St Pancras Renaissance Hotel, London
There are probably more beautiful and opulent London hotels, though surely few, if any, boast such a sublime landmark heritage building as their location. Built inside the St Pancras International Eurostar terminal, this 207-room Victorian-era hotel is convenient not only before or after a high-speed train journey to or from Europe, but also because it has the London Tube with Kings Cross Station next door.
If these aren't sufficiently persuasive recommendations, then add the fact that Kings Cross itself is the site of one of Europe's most impressive urban-renewal projects, which saw the area transformed from a seedy, vice-riddled area to one of London's most desirable locales.
St Pancras Renaissance was once the Midland Grand Hotel, opened in 1873 and one of the original grand railway hotels. It and the 19th-century station in which it was housed fell into neglect and the hotel closed in 1935. Fortunately the buildings survived World War II and 1960s modernisation, and in 2011 St Pancras reopened almost a decade after a £1 billion restoration.
One of the most stunning and photographed features of St Pancras Renaissance is the central staircase inside the heart of the hotel. In a building brimful of stunning features, one of the most impressive is the gorgeous Hansom Lounge, the hotel's main entrance and reception.
It's so named as it was once the cobbled driveway for horse-drawn carriages arriving at the station and is nowadays covered with a glass roof supported by duck-egg blue coloured iron girders complementing those of the main station roof.
It's the building and the location that matter most here, not the suites though my 25-square-metre, understated deluxe queen room with all of the mandatory mod-cons is perfectly pleasant and overlooking the British Library on Euston Road, a polarising 1970s architectural icon.
However, based on a previous stay, by far the best rooms are those overlooking the Eurostar trains, which arrive and depart from below the terminal's spectacularly vast glass-and-iron vaulted ceiling. These considerably more stylish rooms, as well as the Chambers Suites, come with a host of perks, including access to the Chambers Club, a plush and private lounge.
The hotel has several dining options including the affordable being the Booking Office, the railway station's former ticket office. Dimly lit and often crowded (though much quieter at breakfast), it's nonetheless a beautiful space. Elsewhere, there's the opulent Gilbert Scott Restaurant, named after the hotel's architect, with dishes inspired by century-old British classics.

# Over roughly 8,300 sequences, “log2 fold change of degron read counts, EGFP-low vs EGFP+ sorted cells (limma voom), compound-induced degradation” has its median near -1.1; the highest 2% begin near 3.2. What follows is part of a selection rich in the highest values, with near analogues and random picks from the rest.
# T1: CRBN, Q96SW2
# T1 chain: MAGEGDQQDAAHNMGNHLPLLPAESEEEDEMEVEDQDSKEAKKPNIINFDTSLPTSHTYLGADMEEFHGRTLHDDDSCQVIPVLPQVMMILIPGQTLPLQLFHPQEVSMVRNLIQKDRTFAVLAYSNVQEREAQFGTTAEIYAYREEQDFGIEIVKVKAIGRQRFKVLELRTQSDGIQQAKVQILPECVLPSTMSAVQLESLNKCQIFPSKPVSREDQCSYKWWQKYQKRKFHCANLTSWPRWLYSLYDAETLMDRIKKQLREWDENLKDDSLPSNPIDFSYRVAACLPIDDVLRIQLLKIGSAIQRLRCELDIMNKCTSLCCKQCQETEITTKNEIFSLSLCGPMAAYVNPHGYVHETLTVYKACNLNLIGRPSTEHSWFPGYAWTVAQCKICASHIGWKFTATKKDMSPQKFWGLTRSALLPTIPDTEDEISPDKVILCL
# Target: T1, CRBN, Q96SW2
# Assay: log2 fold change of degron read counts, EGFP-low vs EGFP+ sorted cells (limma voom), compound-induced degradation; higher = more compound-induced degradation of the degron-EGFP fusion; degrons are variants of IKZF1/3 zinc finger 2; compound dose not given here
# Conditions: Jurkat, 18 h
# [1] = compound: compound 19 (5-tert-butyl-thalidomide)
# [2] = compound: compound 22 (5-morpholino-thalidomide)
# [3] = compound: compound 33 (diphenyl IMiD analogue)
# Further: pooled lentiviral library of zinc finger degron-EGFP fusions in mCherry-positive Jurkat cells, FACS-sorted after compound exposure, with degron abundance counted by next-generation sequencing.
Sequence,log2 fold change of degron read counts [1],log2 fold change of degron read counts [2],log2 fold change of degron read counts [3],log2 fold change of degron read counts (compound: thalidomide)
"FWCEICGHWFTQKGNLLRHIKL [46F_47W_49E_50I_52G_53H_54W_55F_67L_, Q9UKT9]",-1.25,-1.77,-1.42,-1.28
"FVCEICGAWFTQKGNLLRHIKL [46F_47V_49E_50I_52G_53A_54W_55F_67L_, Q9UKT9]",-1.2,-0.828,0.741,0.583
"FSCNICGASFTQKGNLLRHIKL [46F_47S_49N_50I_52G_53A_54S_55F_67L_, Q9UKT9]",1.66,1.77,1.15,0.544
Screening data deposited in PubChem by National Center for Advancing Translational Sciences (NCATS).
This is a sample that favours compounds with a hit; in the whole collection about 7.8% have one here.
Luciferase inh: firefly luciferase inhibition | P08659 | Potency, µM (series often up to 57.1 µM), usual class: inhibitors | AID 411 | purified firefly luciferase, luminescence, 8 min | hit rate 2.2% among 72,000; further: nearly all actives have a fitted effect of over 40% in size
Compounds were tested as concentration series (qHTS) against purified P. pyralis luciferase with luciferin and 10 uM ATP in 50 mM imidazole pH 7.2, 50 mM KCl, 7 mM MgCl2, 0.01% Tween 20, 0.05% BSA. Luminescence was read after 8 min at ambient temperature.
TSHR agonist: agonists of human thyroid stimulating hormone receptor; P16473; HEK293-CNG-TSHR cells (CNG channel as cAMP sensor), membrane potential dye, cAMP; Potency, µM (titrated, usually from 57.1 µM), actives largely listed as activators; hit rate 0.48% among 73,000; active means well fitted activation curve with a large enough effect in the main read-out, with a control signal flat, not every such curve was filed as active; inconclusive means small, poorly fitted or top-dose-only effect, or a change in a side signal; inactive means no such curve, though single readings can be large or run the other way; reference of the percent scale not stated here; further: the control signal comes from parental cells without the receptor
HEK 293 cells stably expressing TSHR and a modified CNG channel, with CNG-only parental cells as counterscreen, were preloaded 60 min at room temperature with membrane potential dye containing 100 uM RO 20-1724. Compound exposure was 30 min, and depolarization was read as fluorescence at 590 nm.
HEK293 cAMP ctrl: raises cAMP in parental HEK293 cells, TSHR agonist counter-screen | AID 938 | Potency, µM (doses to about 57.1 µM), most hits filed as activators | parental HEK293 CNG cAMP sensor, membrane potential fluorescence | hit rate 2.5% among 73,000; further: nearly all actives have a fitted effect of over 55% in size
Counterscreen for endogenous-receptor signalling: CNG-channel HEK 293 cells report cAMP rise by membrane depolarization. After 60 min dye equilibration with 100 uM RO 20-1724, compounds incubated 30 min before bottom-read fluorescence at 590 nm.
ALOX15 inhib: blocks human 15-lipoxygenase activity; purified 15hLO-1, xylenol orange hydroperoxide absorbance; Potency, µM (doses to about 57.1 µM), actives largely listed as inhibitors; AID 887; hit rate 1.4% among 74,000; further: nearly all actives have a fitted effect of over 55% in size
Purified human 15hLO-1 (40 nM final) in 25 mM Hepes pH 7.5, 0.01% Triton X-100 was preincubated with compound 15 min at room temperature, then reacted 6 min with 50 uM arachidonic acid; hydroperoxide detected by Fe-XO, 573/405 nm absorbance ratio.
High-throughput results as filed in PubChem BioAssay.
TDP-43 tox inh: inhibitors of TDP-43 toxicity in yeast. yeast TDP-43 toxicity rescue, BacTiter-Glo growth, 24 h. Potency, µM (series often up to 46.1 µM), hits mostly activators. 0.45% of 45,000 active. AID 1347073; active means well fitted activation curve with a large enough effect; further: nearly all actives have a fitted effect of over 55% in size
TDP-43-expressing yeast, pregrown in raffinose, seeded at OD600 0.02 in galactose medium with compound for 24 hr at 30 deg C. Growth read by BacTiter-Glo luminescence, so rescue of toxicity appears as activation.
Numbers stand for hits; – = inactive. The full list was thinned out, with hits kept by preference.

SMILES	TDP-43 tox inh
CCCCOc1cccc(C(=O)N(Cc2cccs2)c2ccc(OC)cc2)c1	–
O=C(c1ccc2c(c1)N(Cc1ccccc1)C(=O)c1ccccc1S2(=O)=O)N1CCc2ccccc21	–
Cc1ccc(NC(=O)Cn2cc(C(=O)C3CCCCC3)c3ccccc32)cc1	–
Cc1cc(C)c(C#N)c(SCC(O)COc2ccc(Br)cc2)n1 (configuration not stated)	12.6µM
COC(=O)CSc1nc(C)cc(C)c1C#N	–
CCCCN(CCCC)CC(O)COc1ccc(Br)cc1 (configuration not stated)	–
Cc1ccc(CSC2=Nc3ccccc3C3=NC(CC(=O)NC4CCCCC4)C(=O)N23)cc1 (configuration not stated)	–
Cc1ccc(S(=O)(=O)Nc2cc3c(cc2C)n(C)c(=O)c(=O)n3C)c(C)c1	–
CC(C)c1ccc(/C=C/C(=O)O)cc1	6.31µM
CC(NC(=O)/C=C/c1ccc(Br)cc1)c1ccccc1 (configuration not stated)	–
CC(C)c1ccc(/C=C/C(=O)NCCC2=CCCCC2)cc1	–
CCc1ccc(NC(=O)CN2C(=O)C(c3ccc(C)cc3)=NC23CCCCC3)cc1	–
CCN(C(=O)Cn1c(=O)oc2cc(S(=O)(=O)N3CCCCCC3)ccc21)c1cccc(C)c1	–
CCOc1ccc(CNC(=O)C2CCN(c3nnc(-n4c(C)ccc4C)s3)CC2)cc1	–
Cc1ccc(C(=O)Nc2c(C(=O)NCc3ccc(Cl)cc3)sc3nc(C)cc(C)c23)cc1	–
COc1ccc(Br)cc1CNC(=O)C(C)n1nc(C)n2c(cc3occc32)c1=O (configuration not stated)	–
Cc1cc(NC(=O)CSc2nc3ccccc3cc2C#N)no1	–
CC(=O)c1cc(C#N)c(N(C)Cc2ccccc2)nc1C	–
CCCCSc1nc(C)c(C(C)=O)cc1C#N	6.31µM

London is literally at your doorstep, though there's plenty around Kings Cross, including nearby Regents Canal, to keep you amused.
Opposite the Eurostar platforms on the terminal's Grand Terrace is the elegant Searcys, a Parisian-style brasserie which serves a range of classic British and continental fish and meat dishes with contemporary notes (there are good meal deals at lunchtimes). Searcys also operates St Pancras' famed trackside Champagne Bar, just across from the restaurant
If you hanker for antipodean-quality coffee, simply head up the road to Caravan, a cafe founded by a New Zealander (well, they do claim to have invented the flat white) housed within a historic grain store at Granary Square.
A little closer is the German Gymnasium, built by the London German community in 1865 as an actual gym; indeed, it was England's first purpose-built gym. Its spectacularly cavernous two-level space has been transformed into a top-notch restaurant with stunning effect.
You don't need to be an anorak to appreciate the grandeur of the fairytale-like railway terminal building inside which this superbly-restored hotel is located. Aside from the Eurostar platforms being moments away, St Pancras Renaissance also offers direct access from the also impressively rejuvenated Kings Cross precinct. Overall, it's an accommodation experience you easily won't forget.
Anthony Dennis was a guest of Visit Britain, St Pancras Renaissance and Qantas.
Stunning architecture; fabulous location.
The main public areas of hotels can be at times noisy and crowded, and difficult to navigate for arriving and departing.